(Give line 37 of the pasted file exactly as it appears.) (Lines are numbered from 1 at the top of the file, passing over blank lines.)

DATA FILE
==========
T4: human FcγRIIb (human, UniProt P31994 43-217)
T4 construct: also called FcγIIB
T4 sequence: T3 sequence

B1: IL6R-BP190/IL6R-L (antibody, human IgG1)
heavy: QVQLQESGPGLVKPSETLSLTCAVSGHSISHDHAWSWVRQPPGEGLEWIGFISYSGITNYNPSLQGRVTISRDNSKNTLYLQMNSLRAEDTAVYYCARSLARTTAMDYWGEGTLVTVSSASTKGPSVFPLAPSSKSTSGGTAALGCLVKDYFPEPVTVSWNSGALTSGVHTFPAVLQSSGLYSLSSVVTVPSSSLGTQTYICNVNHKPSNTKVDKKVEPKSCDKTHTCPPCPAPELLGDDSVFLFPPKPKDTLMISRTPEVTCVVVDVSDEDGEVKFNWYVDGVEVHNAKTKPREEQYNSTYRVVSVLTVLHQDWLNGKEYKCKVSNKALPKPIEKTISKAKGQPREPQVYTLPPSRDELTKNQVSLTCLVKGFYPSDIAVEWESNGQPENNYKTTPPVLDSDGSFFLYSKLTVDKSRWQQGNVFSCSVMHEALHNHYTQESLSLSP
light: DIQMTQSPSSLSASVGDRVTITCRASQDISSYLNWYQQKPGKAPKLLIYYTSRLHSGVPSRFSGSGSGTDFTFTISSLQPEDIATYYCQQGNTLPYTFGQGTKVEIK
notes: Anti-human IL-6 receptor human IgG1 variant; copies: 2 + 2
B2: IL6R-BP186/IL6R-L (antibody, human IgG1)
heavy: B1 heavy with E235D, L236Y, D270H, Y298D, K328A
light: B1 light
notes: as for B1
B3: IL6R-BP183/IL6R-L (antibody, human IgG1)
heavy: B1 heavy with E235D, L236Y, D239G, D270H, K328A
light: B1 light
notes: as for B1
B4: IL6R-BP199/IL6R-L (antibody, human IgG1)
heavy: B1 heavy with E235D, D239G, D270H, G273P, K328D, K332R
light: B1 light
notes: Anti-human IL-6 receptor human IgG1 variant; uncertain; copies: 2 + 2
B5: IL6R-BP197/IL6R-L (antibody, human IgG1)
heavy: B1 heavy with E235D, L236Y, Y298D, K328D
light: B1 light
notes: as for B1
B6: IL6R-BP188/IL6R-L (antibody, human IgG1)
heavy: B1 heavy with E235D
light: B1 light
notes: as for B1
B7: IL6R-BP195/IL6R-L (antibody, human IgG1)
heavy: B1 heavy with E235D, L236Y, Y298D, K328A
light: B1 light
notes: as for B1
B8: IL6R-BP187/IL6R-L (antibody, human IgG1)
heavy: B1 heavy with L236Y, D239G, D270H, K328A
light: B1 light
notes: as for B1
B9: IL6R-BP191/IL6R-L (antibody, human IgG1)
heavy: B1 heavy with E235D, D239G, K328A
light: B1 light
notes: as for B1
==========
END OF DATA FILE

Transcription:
heavy: B1 heavy with E235D, D239G, K328A